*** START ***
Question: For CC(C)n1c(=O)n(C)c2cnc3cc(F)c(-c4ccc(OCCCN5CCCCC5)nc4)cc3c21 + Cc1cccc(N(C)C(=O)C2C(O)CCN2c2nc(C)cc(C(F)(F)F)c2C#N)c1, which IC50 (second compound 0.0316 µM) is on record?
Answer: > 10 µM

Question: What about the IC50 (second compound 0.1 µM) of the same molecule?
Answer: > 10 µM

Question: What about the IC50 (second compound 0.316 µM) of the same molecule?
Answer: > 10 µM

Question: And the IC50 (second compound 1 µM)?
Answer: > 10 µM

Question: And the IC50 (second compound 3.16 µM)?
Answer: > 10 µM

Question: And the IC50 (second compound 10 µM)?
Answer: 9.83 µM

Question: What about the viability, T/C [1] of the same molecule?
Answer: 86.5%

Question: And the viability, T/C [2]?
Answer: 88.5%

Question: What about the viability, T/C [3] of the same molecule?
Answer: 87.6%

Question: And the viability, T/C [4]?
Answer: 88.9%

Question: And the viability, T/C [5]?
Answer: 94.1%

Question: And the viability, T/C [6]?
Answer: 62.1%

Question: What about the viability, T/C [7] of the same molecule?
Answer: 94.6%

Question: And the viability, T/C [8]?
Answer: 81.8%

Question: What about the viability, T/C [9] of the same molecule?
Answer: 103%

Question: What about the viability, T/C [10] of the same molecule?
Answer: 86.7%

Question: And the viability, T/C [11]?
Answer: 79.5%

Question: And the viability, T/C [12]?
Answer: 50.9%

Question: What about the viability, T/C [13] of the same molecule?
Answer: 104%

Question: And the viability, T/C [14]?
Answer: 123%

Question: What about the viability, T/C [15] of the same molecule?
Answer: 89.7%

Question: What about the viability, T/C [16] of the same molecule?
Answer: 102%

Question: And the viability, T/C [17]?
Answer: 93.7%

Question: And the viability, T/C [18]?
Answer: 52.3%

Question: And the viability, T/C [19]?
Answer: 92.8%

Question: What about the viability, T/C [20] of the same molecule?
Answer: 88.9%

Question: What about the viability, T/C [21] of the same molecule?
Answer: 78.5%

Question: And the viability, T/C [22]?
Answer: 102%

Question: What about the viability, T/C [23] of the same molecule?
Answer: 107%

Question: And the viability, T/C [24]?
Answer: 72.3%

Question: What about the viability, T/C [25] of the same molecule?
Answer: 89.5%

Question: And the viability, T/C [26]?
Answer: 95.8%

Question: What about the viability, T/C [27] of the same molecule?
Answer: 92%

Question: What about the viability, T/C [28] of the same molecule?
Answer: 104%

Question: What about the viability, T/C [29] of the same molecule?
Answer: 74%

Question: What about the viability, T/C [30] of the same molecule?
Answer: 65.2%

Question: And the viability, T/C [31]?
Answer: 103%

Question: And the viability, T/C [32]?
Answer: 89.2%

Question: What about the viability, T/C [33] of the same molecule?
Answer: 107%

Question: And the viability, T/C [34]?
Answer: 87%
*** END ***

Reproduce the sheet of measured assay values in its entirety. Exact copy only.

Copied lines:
Question: For CC(C)n1c(=O)n(C)c2cnc3cc(F)c(-c4ccc(OCCCN5CCCCC5)nc4)cc3c21 + Cc1cccc(N(C)C(=O)C2C(O)CCN2c2nc(C)cc(C(F)(F)F)c2C#N)c1, which IC50 (second compound 0.0316 µM) is on record?
Answer: > 10 µM

Question: What about the IC50 (second compound 0.1 µM) of the same molecule?
Answer: > 10 µM

Question: What about the IC50 (second compound 0.316 µM) of the same molecule?
Answer: > 10 µM

Question: And the IC50 (second compound 1 µM)?
Answer: > 10 µM

Question: And the IC50 (second compound 3.16 µM)?
Answer: > 10 µM

Question: And the IC50 (second compound 10 µM)?
Answer: 9.83 µM

Question: What about the viability, T/C [1] of the same molecule?
Answer: 86.5%

Question: And the viability, T/C [2]?
Answer: 88.5%

Question: What about the viability, T/C [3] of the same molecule?
Answer: 87.6%

Question: And the viability, T/C [4]?
Answer: 88.9%

Question: And the viability, T/C [5]?
Answer: 94.1%

Question: And the viability, T/C [6]?
Answer: 62.1%

Question: What about the viability, T/C [7] of the same molecule?
Answer: 94.6%

Question: And the viability, T/C [8]?
Answer: 81.8%

Question: What about the viability, T/C [9] of the same molecule?
Answer: 103%

Question: What about the viability, T/C [10] of the same molecule?
Answer: 86.7%

Question: And the viability, T/C [11]?
Answer: 79.5%

Question: And the viability, T/C [12]?
Answer: 50.9%

Question: What about the viability, T/C [13] of the same molecule?
Answer: 104%

Question: And the viability, T/C [14]?
Answer: 123%

Question: What about the viability, T/C [15] of the same molecule?
Answer: 89.7%

Question: What about the viability, T/C [16] of the same molecule?
Answer: 102%

Question: And the viability, T/C [17]?
Answer: 93.7%

Question: And the viability, T/C [18]?
Answer: 52.3%

Question: And the viability, T/C [19]?
Answer: 92.8%

Question: What about the viability, T/C [20] of the same molecule?
Answer: 88.9%

Question: What about the viability, T/C [21] of the same molecule?
Answer: 78.5%

Question: And the viability, T/C [22]?
Answer: 102%

Question: What about the viability, T/C [23] of the same molecule?
Answer: 107%

Question: And the viability, T/C [24]?
Answer: 72.3%

Question: What about the viability, T/C [25] of the same molecule?
Answer: 89.5%

Question: And the viability, T/C [26]?
Answer: 95.8%

Question: What about the viability, T/C [27] of the same molecule?
Answer: 92%

Question: What about the viability, T/C [28] of the same molecule?
Answer: 104%

Question: What about the viability, T/C [29] of the same molecule?
Answer: 74%

Question: What about the viability, T/C [30] of the same molecule?
Answer: 65.2%

Question: And the viability, T/C [31]?
Answer: 103%

Question: And the viability, T/C [32]?
Answer: 89.2%

Question: What about the viability, T/C [33] of the same molecule?
Answer: 107%

Question: And the viability, T/C [34]?
Answer: 87%